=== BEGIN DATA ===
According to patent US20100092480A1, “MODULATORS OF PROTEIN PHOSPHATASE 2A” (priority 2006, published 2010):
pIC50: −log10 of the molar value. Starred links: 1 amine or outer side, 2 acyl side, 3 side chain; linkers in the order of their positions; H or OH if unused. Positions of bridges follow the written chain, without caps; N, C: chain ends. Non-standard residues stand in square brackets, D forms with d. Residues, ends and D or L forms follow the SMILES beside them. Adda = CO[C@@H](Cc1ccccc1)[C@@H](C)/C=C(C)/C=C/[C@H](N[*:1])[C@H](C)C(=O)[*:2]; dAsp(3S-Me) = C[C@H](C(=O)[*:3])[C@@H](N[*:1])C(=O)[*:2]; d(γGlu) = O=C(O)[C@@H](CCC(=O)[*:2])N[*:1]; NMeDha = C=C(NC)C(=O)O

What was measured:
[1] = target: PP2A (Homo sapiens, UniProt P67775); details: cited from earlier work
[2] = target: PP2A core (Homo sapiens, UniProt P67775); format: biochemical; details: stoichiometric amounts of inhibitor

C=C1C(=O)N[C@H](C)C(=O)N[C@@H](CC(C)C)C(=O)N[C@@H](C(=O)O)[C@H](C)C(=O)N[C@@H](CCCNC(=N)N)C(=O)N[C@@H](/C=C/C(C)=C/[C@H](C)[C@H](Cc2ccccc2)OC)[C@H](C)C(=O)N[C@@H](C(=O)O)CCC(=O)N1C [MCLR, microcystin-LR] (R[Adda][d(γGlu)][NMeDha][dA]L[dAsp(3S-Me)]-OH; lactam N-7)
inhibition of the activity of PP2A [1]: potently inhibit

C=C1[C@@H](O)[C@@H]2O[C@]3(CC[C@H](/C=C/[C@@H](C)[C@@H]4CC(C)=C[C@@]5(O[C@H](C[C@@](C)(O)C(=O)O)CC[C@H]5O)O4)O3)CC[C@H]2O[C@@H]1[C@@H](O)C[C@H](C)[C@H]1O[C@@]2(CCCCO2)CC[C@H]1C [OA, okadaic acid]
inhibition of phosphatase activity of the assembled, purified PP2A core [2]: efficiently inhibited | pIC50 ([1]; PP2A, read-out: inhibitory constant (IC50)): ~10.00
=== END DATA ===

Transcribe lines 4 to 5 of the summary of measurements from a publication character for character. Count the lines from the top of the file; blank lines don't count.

[1] = target: PP2A (Homo sapiens, UniProt P67775); details: cited from earlier work
[2] = target: PP2A core (Homo sapiens, UniProt P67775); format: biochemical; details: stoichiometric amounts of inhibitor